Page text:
For some of us, our first nightlife experiences were 18-and-up dance parties during the tail end of the new wave era, when venues screened Liquid Sky in the back room and played British post-punk and Siouxsie Sioux on the dance floor. Dark alternative dance nights have been a fixture in the clubs for a quarter-century. And ’80s Chicago with its Wax Trax! label was a major hub for the darkest, danciest genre: industrial dance.
Nocturna, the monthly happening for dark alternative dancing in Chicago, celebrates two decades of doom this week with a Friday the 13th party at the Metro. The playlist includes ’77 punk, shoegaze, industrial and cabaret—Xmal Deutschland slides up next to Interpol and Alien Sex Fiend with live sets from underground goth-leaning acts breaking things up nicely.
We e-mailed with DJ Scary Lady Sarah—who, despite having relocated to Berlin, remains Nocturna’s queen of the damned—to ask her about the state of goth and dark dancing.
Time Out Chicago: How did Nocturna get started?
Scary Lady Sarah: A friend of mine [Tom Ayres] was a DJ at Neo in the late ’80s, which is where we met, and he and I both wanted a regular club night in Chicago dedicated to darker music, so we pitched the idea to the club’s owners and they gave us every Tuesday night. It remained at Neo every Tuesday for just over nine years, with a couple of rotating DJs at times (myself, Tom and a couple of others), but by the end of its residency there, I was—and remain—the sole DJ/promoter of the event. The event moved to Smart Bar, Bottom Lounge and then Metro, where we are now held one weekend night—usually Saturday—per month.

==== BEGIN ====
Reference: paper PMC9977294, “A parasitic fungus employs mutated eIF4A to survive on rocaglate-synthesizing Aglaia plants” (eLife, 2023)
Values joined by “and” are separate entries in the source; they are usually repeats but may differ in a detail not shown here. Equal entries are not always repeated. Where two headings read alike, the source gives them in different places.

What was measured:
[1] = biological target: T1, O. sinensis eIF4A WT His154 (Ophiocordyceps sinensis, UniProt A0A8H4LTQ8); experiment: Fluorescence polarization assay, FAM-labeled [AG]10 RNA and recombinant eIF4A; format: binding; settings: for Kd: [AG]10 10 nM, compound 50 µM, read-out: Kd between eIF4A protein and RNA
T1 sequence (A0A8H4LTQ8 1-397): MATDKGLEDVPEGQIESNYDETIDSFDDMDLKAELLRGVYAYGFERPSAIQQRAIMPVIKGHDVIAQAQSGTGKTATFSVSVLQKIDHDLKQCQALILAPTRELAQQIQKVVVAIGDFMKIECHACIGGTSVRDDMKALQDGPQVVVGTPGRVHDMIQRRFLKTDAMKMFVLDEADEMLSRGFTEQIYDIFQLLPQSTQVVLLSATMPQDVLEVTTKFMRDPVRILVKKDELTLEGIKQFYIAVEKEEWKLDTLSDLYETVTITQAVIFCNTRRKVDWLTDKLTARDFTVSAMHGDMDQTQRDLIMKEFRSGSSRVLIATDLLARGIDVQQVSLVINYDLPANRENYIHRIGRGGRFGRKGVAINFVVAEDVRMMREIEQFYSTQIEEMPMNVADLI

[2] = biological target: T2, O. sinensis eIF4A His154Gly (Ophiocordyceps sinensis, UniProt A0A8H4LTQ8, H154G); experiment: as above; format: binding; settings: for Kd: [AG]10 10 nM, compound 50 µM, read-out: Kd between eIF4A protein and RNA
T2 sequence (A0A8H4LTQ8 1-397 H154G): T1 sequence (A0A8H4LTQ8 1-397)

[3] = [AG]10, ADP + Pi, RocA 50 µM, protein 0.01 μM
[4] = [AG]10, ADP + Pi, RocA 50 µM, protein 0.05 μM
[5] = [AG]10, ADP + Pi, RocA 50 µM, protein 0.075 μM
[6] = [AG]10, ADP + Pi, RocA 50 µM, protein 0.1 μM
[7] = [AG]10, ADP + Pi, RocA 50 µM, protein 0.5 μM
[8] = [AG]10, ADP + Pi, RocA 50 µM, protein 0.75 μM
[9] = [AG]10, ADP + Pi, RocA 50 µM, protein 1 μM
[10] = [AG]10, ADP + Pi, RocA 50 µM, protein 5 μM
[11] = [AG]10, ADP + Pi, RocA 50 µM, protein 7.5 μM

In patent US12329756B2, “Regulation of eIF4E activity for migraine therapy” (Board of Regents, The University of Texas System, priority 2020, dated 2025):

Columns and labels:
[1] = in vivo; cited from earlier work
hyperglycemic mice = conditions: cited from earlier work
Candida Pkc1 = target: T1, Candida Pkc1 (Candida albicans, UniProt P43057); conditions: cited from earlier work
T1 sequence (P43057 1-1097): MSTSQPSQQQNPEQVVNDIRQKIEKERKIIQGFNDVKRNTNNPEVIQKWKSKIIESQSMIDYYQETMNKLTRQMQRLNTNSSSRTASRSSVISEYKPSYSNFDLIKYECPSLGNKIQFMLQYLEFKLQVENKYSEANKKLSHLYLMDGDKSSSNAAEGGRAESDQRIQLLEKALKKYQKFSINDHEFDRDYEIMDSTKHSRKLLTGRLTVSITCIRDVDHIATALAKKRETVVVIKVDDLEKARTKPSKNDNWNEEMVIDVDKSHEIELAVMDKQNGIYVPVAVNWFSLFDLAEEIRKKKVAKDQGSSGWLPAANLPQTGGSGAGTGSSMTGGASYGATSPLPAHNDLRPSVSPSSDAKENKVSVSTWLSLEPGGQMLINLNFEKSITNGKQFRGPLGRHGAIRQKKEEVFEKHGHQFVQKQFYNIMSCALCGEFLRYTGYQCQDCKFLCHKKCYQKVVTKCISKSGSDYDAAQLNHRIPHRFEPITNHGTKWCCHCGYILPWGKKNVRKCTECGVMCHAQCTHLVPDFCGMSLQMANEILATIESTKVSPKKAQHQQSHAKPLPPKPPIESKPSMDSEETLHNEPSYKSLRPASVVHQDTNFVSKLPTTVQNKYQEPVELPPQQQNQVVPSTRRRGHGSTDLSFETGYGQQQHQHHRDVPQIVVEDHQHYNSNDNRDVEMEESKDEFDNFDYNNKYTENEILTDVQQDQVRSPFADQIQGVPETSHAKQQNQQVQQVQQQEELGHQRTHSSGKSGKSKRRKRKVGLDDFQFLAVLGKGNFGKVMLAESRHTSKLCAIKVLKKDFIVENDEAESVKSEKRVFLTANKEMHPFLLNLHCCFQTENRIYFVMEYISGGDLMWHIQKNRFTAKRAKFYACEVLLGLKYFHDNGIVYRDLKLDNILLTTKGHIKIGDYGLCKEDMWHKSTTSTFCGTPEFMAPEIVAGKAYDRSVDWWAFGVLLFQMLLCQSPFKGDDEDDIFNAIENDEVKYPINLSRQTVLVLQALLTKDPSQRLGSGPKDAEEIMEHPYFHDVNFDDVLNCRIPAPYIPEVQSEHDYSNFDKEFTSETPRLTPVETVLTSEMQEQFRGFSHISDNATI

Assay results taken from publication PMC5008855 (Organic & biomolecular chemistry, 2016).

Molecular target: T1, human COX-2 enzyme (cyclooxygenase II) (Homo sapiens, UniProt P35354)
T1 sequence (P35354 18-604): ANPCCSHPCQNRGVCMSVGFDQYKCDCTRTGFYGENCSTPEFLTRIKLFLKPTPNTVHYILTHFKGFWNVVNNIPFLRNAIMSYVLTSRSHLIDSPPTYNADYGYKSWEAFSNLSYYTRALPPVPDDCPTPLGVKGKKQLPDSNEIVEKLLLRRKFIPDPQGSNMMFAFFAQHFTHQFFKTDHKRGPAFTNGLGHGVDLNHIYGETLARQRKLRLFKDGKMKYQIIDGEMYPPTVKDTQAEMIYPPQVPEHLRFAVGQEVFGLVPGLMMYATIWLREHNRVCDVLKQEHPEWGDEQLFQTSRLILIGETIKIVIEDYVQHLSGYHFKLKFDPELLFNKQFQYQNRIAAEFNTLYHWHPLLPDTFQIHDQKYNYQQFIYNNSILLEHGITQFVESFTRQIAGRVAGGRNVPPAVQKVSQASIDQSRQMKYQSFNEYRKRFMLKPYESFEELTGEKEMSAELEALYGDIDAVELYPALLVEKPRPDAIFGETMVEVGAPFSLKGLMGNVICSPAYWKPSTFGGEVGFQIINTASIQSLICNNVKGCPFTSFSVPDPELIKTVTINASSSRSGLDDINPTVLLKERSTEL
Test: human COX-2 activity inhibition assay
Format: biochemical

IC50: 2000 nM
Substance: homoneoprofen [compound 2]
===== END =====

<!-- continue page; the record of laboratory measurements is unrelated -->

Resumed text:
TOC: How has goth changed—or has it?
Scary Lady Sarah: Goth hasn’t changed, but the perception and interpretation of it, especially in the U.S., has. Nowadays the term goth is used to describe a lot of genres of music and fashion styles that are not at all goth. People will incorrectly label EBM [electronic body music], metal and emo as goth, usually if the band members or fans wear a lot of black clothing or heavy eyeliner. Personally, I like many genres of music and find it easier to use the all-encompassing term “dark alternative” in our advertising. I have no problem describing myself as a goth, though, and do often.
TOC: Which is the ultimate goth act? I always think of Bauhaus.
Scary Lady Sarah: Bauhaus is definitely at the top, alongside Siouxsie & the Banshees, Sisters of Mercy, Joy Division and the most commercially successful “goth” band, the Cure. Those are the forerunners, certainly, though the word goth wasn’t put on them initially. Goth came into its own as a well-defined genre/label/style in the 1990s, not the 1980s.
TOC: Do goths these days face a lot of misunderstanding? Or do you think people get it?
Scary Lady Sarah: I still get stupid people hurling names at me on the street of the “hey, Elvira” or “yo, Halloween!” variety. So I suppose that’s proof of misunderstanding. Though I think the younger people into goth might have it easier than my generation of goths did in the ’80s because back then, even the word was unknown. Now there are “goth” characters on prime-time television shows, the word is used to describe some haute couture fashion and, of course, the horrible incident at Columbine brought the term—mistakenly— to every newspaper in the country. I’m goth, but that doesn’t sum up my interests.
TOC: The party is 18+; do you get a lot of 18-year-olds?
Scary Lady Sarah: About 25 percent of our crowd is between 18 and 21, and I love them dearly. They are usually the people who dance the most, dress up the most and generally have the most enthusiasm. The age of Nocturna patrons ranges from 18 to 50-something, with the average being between 24 and 28. There are enough of my contemporaries, [who are] 40-ish, who still love the music and come out [so] I don’t feel like “grandma goth” amongst the kids. Every age is welcome, as long as you’re into the music and have a “live and let live” attitude—not stereotypically goth, is it?
Nocturna turns 20 on Friday 13 at Metro.